J3 >
co
o cz
ι
σ
(~ 60
1 ι
n
OJ. I C_)
-} > ■ o
r~Ί I

>­, C D
CX UD
> ι 1
σ
CD
C/O ­ C "Ξ 40
CD

_, . >^
QJ en
­O (Χ>
σ
CTI
o
Ol
?n

Χ­
Ι­)
(_)
σ
CO CX
­CD

600 625 650 675 700


Anlafìlemperalur in °C
Tempering lemperalure in °C

Figure 41 ­ Tempering behaviour of ΧΑΒΟ 90 sCeel


200

Normal
t hermomechanlcal
rolling

CfS-

Temperature

Thermomechanical
Misting jets rolling + s e l o c t i v e
cooling

Figure 42 - Schematic representation of the selective


water cooling (WSC) system for rapidly
cooling sections(67)

Water-

Figure 43 - Schematic representation of the 'quench self


temper' (QST) unit for rapidly cooling
sections(67 )
- 201

♦ 50 TK28J

·­ .035 Nb

0. O Nb

­50.
7 0 0
10 100 300 1000 At (s)
[s
300 '
—Γ­
ΙΟ 100 Aü t 8 0 0 (<s ),
500

F i g u r e 44 ­ Influence of n i o b i u m on the impact toughness


of the H A Z of m i c r o a l l o y e d s t e e l ( 7 8 )

K
+ 50­

o- .- ­•Οι

—ι—
100 300 1000 At 700 s)
300

20 100 Am t 8500
00

Figure 45 ­ Influence of v a n a d i u m on the toughness of


the HAZ of m i c r o a l l o y e d steel(787
202 ­

% c Mn Si S Ρ Al Ν Nb Τι Ni Cu
o 116 U21 380 1 6 29 6 36 ­ ¿31 ­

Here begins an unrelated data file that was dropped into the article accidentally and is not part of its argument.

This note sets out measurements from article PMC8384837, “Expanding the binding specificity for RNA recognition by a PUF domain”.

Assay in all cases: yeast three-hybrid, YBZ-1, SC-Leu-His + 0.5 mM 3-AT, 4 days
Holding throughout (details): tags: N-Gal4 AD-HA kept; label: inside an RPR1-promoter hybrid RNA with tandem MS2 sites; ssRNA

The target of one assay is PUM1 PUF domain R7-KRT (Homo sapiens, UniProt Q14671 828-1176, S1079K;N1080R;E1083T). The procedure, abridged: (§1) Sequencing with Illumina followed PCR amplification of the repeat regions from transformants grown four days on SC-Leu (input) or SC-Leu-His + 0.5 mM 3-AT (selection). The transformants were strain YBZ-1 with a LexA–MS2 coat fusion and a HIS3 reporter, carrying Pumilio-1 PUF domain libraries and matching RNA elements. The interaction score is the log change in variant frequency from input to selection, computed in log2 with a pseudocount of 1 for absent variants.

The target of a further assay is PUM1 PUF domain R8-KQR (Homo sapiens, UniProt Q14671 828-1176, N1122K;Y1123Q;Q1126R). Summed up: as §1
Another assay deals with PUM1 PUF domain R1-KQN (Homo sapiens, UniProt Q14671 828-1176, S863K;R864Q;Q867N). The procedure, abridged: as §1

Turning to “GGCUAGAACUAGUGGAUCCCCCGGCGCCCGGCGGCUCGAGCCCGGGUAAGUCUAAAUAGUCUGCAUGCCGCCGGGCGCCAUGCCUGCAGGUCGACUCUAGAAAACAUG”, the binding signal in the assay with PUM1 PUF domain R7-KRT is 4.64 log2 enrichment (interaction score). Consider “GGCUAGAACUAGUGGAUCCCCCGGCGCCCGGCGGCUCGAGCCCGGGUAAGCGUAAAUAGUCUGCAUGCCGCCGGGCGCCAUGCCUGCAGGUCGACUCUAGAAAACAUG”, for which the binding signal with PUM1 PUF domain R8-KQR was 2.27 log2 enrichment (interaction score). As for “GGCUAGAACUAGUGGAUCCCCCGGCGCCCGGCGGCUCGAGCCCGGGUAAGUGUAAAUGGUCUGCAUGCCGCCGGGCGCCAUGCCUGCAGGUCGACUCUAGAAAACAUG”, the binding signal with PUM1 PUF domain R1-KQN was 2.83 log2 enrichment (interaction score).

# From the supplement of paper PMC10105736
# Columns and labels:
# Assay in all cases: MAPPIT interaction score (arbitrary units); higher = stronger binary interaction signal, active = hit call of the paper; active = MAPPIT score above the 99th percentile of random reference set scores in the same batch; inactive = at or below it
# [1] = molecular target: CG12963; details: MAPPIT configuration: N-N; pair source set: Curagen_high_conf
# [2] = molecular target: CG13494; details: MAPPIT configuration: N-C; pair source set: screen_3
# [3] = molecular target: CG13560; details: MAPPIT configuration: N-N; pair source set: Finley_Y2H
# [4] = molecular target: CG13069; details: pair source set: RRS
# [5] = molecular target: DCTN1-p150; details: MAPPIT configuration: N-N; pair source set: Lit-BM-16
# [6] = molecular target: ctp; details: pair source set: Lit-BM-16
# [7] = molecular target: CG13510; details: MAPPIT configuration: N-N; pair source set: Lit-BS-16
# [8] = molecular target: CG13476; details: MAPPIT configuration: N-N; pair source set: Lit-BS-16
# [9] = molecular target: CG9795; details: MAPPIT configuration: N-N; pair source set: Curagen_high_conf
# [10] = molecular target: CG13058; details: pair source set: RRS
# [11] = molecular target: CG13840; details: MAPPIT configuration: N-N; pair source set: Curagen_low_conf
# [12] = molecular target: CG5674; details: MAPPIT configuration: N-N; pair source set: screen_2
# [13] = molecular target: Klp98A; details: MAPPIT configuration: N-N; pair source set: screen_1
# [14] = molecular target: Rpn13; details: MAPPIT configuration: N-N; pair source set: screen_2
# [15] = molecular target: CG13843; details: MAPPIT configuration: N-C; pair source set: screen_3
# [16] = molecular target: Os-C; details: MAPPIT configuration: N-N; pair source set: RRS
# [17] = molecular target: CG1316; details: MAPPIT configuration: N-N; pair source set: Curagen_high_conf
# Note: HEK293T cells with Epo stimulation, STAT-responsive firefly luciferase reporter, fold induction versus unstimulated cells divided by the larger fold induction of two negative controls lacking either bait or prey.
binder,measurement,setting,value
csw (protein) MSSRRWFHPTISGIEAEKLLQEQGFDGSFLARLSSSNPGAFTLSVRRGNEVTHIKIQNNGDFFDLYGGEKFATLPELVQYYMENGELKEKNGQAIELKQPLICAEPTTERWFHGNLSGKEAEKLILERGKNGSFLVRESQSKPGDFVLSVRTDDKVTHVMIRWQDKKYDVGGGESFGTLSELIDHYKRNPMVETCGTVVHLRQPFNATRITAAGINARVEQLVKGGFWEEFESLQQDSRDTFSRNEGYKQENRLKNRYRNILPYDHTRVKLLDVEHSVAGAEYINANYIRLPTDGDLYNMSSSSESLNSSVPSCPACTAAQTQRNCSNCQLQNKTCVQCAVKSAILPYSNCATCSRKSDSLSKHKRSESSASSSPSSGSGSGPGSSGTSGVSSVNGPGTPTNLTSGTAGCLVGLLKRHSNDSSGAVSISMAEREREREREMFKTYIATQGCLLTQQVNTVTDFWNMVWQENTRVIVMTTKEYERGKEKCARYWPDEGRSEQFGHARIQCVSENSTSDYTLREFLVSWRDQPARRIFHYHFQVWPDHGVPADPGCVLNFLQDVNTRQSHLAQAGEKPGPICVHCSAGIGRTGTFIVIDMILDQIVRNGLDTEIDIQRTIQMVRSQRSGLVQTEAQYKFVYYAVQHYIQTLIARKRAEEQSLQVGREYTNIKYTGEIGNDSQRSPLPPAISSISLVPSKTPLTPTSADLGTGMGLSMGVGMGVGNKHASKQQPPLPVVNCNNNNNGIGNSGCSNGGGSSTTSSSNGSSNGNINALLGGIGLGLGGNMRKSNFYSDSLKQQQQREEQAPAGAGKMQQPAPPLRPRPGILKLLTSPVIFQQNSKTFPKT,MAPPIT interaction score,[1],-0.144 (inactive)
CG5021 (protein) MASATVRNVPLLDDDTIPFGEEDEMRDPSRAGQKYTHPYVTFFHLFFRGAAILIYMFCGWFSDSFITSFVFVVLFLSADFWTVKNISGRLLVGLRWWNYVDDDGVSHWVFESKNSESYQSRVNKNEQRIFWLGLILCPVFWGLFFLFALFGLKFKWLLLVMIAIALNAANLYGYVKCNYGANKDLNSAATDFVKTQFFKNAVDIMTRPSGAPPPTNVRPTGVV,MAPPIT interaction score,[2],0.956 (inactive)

• 112 1361 318 L 9 17 7 2¿ 11 245 340

τκ 2 8 (°C)
20

E 355 N i

­20

­4 0
détensionné
E 355 Νι.Τι
­60

­80 brut

­100

­120

10 100 At300(s)

Figure 46 - Toughness of the HAZ of commercially


produced s t e e l p l a t e s with and without
t i t a n i u m ( 7 8)
203 -

Bead on plate ( 20mm thick )

Figure 47 - Influence of heat input on cooling rate ( 8 5 )

Bead on plate (20mm thick)

10 kJ/cm, T Q = 20°C
10 kJ/cm, T Q = 150°C
t 3/1 : 1200 s

T 0 =150^ /

t (s)
—*-
100 200

Figure 48 - Influence of preheating (T^) on decreasing


the cooling rate(85)
204-

= critical cooling time

48 Rs = C02 N/mm2
Y=Q00
\Ϋ=500
Ceq.= 0.40 Re =371 N/mm2
13/1 (S)
ol0 500 1000 1500 2000 2500 3000

Figure 49 - Examples of tre - t 3/1 relationships(85}


- 205

4\

No crocking

j-.
D Cracking during
υ
CO
cooling
t-.
d)
D.
E
ω T.cp
Η

Cracking during pos theating

">
time

Figure 50 - Postheating diagram: time-temperature relationship


to determine the critical postheating temperature
(T.cp) for avoiding cracking(85)

t 8/5 Τ ΗΥ5
R: Rupture
11 ϊ 200' R MC 447
12kJ/ccm C:Cracking

R 447 NC.No Crocking


9,2 s 175' C NC

8 s ISO' C NC 450
CT: 6 0 0 N/mm'
ι
7 s 125' Crac Kina during pc sthe a t i n g 449
I ι ι ι
15 30 45 60 90 120 minutes t

Figure 51 - Example of preheating diagram for a low alloy,


high strength E690 steel(°5)
­ 206 ­

*
»■"ífí&'tjaíAfcS^